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meal worm

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  • meal worm

    has anybody ever used meal worm for bait and did you have much luck?

  • #2
    never used em thought about using em,b interesting 2 c answers


    • #3
      used them 30 + years ago on a river as I could not get any maggots. Had a few fish but not a great deal. went back to the same place with maggots the next day and had a good day as i recall. So only ever used them the once and was not convinced that they were that good never tried again.


      • #4
        i've just read something on google. it says steamed mealworms are good??? i'm fishing a lake tomorrow so i might take some along to try.


        • #5
          i could imagine them bein good fished over the top of dead maggots......


          • #6
            I remember they tried to promote them as bait many moons ago when I worked in the pet trade. They also tried to push wax grubs to be used like wasp grub or as a mkind of giant maggot. I used to sell both to bird and reptile keepers, so naturally, I took some 'samples' home and tried them on the canal. Can't remember much, apart from wax grubs float - and I think mealworms do too - and I didn't persevere because I didn't have any confidence in them.

            Why would our native fish eat something that they would never come across naturally? That said, there is only one insect larva that looks anything like a maggot - and that lives in the stem of greater reedmace, so the fish rarely if ever see either. I beleive they use wealworms in the states for catching the smaller bass species???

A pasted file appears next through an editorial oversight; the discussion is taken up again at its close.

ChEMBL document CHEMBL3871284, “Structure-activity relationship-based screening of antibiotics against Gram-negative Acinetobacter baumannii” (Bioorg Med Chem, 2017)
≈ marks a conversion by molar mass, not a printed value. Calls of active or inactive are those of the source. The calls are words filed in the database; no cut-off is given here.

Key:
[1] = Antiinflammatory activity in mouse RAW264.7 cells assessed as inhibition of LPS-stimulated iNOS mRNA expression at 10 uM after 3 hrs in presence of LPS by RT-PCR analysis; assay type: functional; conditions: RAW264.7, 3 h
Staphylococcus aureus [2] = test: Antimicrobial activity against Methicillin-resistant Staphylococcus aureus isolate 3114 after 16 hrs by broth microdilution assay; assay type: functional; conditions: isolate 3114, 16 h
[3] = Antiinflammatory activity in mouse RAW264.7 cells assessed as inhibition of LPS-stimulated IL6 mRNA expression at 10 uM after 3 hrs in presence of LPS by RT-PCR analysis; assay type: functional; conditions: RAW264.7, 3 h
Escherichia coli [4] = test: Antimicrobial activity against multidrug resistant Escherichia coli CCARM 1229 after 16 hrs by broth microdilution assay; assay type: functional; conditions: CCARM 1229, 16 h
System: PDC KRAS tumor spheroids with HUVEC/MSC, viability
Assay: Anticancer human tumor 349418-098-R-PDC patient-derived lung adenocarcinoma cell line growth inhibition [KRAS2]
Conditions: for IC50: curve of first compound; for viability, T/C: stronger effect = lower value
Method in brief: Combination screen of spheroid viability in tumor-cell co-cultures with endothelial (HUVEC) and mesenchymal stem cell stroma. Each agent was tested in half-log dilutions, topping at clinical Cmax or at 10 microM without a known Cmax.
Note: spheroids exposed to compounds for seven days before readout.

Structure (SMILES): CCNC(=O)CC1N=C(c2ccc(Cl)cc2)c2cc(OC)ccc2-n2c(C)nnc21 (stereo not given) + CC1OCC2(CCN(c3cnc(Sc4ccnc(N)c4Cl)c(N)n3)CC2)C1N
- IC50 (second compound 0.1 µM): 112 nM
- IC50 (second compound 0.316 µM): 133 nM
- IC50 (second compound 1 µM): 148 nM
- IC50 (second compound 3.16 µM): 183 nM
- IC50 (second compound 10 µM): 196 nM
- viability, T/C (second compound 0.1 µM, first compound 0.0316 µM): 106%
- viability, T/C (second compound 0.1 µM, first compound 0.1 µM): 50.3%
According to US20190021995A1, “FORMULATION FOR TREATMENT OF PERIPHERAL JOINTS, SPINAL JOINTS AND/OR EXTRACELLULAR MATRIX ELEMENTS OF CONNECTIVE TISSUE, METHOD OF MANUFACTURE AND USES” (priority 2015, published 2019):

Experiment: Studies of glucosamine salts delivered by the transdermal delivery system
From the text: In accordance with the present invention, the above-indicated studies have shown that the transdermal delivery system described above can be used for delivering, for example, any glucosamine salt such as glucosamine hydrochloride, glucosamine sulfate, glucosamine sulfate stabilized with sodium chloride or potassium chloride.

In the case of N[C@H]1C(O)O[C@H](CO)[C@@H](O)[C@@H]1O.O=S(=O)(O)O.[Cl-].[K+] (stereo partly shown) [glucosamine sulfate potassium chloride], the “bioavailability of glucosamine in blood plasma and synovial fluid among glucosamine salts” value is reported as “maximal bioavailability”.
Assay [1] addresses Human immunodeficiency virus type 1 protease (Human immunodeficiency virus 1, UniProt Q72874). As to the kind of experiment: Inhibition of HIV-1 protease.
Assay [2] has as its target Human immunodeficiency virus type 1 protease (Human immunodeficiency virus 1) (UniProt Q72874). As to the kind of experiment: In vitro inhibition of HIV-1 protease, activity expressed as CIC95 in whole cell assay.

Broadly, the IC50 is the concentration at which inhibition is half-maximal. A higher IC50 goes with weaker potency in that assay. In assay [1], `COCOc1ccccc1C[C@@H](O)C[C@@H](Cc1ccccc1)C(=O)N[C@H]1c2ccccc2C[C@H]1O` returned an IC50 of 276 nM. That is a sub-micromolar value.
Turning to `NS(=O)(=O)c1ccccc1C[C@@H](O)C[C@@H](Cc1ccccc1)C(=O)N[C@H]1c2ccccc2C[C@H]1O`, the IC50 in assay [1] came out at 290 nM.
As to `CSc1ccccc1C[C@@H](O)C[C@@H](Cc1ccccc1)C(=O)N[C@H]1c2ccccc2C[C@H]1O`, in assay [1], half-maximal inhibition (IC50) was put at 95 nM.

Bit expensive as a fishing bait if you are fishing commies!!


            • #7
              I was told that mealworms were taking fish at Earlswood a few months back, they were fishing them on the lead, which makes sense if they float and given that they riddle like mad when hooked they would be an attractive bait fished just off bottom.



              • #8
                I'd be careful when fishing with mealworms (if you're using them as a live bait). Like maggots it can take a few minutes for them to drown. Unlike maggots they have sharp teeth like features (but not teeth) that can eat through flesh. I know that in reptiles you have to be careful when feeding because if they're not chewed properly they can eat through the stomach of the reptile. I have seen it before when a vivarium turns into a scene from Aliens.

                Not sure on the facts with fish and mealworm but can't help thinking something similar could happen to them.

                Also agree with Fish Farmer, quite expensive.

                Last edited by cr.lowe; 7 October 2009, 02:20 PM.


                • #9
                  must be worth a try as a dead bait.